We were planning to go to Pattern Pod but there was a queue and, as it transpired, both my children are way too old for it anyway because it’s only for Under 8s. I’m not sure there was an official age limit before but I definitely thought Roo was in danger of trampling the small ones even a couple of years ago so it seemed fair enough. There is a bit of a gap for older kids though, given that Wonderlab sells out so quickly. Maybe the interactive exhibits like “Who Am I?” would fill that gap?

The answer is yes, partly. As we walked in the large screen was showing some kind of system error and there were a number of exhibits that were closed. But the ones that were on and working were good. Eva did a game where droids tried to capture human emotions:

And Reuben thought that these human expressions were all variations on “having a dump”:

From there, we went down and back up to the new Medicine galleries. I’d seen some pretty, flower-like things from the ground floor that, of course, turned out to be some kind of sinister representation of how disease spreads.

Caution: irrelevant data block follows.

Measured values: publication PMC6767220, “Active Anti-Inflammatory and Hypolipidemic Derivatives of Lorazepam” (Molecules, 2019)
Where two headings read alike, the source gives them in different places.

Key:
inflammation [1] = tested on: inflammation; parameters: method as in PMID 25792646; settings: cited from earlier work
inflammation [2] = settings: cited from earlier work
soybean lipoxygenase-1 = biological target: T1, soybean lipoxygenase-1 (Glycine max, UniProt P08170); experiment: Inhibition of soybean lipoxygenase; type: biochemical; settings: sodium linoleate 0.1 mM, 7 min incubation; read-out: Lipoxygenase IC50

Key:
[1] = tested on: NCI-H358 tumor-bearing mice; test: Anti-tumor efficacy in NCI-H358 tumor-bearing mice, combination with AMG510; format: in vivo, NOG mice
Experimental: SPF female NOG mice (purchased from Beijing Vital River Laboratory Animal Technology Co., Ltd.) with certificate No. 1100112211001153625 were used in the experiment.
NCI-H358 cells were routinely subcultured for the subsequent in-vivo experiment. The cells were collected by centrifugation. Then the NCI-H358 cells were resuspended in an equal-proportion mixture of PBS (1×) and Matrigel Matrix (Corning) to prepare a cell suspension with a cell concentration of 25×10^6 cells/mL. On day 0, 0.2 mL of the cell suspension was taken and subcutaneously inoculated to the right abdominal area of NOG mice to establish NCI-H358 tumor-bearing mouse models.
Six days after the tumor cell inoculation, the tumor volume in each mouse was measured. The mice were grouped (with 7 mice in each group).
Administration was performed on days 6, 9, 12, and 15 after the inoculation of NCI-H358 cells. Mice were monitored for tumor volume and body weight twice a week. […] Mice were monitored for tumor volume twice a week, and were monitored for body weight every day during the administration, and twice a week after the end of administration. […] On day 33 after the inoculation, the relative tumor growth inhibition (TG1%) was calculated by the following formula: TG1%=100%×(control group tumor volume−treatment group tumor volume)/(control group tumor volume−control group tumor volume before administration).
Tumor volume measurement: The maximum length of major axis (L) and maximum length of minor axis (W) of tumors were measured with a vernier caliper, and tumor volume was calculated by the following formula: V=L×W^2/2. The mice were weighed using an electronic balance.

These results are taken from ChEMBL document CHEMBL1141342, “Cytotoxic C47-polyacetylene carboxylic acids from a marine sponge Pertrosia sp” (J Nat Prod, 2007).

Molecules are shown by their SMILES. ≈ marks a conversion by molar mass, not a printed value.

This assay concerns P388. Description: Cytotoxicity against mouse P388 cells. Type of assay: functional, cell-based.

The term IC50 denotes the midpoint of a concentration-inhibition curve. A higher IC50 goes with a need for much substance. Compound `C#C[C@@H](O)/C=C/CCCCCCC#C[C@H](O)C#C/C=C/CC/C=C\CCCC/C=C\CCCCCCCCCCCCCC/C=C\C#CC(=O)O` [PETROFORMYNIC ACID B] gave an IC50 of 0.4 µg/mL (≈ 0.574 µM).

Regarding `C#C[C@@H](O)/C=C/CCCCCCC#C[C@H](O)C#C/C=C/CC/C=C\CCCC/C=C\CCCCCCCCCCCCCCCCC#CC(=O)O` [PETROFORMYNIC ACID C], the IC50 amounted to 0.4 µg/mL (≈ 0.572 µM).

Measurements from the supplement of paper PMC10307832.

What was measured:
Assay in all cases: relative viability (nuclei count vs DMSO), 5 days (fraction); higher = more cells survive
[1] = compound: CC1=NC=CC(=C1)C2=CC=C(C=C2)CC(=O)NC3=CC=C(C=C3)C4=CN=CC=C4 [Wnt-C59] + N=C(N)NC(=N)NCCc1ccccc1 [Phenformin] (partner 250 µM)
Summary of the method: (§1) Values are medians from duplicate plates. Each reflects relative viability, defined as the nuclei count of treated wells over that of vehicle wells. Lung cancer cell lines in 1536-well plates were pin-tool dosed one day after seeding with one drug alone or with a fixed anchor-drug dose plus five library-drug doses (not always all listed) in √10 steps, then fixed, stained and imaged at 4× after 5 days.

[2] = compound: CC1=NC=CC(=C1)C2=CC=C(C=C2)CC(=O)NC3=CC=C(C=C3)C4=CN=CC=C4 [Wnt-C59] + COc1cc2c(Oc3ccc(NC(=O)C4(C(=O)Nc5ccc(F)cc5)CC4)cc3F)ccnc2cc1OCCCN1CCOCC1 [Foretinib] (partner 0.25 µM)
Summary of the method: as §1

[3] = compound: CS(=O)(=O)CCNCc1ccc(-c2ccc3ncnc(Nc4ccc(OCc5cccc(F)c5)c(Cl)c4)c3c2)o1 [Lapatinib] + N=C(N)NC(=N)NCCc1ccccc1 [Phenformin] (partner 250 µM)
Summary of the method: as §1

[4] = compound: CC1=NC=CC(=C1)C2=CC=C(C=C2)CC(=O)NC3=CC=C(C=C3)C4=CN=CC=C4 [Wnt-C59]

I’d noticed the old Pandemic section next to the Pattern Pod had disappeared, which made me think it had been quietly shuffled away when pandemics became less like a fun computer game and more like something that took over our entire lives. I was wrong though – the pandemic game has just been moved upstairs into the new section so, if you’re not already tired of predicting how a pandemic can infect an entire city, you can still play the computer game version.

There are interactive bits in the next gallery as well. Reuben spent some time putting this poor man’s organs back in entirely the wrong places, giving him a liver as a hat and a pair of lungs as a pair of trousers. What has happened to the British educational system?

The medicine galleries were a bit much for the squeamish girl but she liked the communications gallery better. She’s keen on all things internet and phone-based and there was a game where you had to plan where to put phone masts in order to gain the best coverage. Again, Reuben didn’t exactly take the challenge seriously and put all his masts in the same place, to ensure really good coverage for that one guy. Hopefully not the same guy who’s currently wearing his lungs as a pair of slacks.

 

I think we swooped by the Mathematics Gallery at some point as well but the kids were flagging at that point so I think we just had a bit of a sit down next to this things and didn’t really look at any of the exhibits: